I mentioned in another blog post earlier about getting decent quality lighting in very remote places like in the middle of nowhere, Africa. Actually the area is called Lake Eyasi, and it’s about a four hour drive from Arusha, Tanzania. The following unretouched image was shot with two Canon speedlights with wireless transmitters, set on a lightstand and tripod.

Travel Lighting Techniques

I left it unretouched so you could get a slightly better idea of how we got this shot. There were a total of four light sources: the aforementioned two speedlights, a reflector to the left side of the subject, and natural ambient light coming from the sun. It was shot in the shade because the light was nice and diffused.

One speedlight was placed on a tripod behind the subject to light the background. Pretty obvious stuff, but I didn’t count on such a strong lens flare. I actually like it a lot, but it is definitely there and may not be to some photographers liking. The background is simply a 32″ white reflector that folds up. I bring two of them. On my next trip, I’m bringing a lot more fabric because 32″ diameter backgrounds are only good for closeup portraits.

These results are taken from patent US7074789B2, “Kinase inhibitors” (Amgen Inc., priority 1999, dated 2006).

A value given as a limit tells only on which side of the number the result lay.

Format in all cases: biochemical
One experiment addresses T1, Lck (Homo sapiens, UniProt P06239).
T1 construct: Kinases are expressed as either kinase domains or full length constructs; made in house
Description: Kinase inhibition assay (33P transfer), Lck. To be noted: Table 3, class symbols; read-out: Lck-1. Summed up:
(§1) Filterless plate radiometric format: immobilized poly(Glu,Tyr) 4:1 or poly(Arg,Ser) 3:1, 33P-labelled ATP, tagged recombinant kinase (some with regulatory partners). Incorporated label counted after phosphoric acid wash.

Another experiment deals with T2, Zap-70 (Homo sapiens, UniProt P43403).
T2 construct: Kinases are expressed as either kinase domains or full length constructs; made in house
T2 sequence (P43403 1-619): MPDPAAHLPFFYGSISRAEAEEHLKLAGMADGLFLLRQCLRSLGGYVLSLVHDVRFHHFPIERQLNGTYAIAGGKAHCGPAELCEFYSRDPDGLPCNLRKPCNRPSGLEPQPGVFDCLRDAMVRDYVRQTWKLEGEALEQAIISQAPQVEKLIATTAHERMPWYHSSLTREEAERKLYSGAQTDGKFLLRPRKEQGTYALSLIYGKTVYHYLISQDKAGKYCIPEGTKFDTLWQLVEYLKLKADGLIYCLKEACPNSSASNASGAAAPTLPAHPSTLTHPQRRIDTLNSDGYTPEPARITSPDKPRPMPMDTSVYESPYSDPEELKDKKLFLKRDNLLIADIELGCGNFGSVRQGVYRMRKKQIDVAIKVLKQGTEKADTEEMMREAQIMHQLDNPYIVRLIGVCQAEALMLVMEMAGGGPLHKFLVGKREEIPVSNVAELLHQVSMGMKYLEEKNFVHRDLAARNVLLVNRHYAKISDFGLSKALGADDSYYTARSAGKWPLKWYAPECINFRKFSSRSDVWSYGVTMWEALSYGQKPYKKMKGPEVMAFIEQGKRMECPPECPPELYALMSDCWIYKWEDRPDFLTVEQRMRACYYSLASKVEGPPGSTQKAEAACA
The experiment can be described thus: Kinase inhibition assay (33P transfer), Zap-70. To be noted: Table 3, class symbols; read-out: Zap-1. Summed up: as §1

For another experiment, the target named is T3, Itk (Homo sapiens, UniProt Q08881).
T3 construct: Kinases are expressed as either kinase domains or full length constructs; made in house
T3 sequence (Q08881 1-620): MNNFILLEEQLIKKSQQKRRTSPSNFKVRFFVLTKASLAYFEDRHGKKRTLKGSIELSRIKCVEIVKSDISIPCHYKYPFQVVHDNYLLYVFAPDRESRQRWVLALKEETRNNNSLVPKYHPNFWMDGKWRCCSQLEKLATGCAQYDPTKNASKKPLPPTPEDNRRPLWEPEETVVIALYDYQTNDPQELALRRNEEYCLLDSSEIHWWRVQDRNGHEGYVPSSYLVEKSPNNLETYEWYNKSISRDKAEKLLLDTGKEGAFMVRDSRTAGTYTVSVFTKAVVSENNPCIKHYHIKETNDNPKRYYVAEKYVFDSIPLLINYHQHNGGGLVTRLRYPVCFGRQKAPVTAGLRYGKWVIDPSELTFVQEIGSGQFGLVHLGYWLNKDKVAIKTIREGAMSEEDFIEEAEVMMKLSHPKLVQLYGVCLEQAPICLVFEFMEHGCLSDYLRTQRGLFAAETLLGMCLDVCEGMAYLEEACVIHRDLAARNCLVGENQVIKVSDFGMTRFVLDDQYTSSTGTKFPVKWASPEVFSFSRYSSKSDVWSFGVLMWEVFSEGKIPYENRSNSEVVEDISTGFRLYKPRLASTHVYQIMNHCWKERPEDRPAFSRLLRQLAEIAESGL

The second speedlight was used as the key light and was placed above and in front of the subject. I used a Gary Fong Lightsphere diffuser for additional softness. This is a lightweight collapsible diffuser that is attached to the strobe. There are a bunch of different diffuser options out there, but I prefer this one because it takes up very little room in my bag (a lens fits inside of it).

The reflector was placed to the left of the subject and was used to balance out the key light and soften the shadows. I just asked if someone would hold it and they were happy to do so for a couple of bucks.

The results may not be perfect, but given how far I was from my studio in Vancouver, and given how lightweight the entire setup was, and given how quickly we setup and tore down, I’d say the images are more than worthy.

Below is another shot, with similar lighting, except with a stronger background and key light that overpowered the ambient light. I did this to create strong shadows and really emphasize the scarring on the woman’s face. It’s one of my favorite portraits.

African Tribal Woman